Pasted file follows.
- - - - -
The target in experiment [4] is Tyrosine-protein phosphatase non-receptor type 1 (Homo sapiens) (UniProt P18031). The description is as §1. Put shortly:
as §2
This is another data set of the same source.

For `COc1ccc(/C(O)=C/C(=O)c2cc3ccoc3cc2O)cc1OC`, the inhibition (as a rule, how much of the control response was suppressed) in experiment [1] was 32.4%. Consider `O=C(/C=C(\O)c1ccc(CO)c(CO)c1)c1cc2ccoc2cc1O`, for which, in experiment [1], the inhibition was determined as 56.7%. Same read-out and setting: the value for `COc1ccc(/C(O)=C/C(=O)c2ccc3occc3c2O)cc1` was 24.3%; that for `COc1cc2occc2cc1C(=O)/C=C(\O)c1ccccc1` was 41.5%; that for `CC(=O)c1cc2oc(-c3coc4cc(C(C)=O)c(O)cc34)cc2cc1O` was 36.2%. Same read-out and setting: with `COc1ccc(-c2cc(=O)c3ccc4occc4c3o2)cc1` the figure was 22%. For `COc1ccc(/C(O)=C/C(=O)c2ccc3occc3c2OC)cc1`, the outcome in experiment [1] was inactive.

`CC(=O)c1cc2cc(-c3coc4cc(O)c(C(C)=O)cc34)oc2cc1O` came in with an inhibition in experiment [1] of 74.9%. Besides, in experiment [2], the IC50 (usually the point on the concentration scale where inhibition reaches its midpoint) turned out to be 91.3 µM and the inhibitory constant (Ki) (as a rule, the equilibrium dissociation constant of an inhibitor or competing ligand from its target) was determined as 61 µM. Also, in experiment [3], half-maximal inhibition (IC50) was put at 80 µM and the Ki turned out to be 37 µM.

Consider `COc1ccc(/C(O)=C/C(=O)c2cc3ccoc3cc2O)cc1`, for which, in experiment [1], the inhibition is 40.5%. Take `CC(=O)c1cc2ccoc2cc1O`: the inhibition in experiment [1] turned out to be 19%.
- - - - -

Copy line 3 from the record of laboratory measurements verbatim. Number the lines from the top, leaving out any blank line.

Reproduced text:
This is another data set of the same source.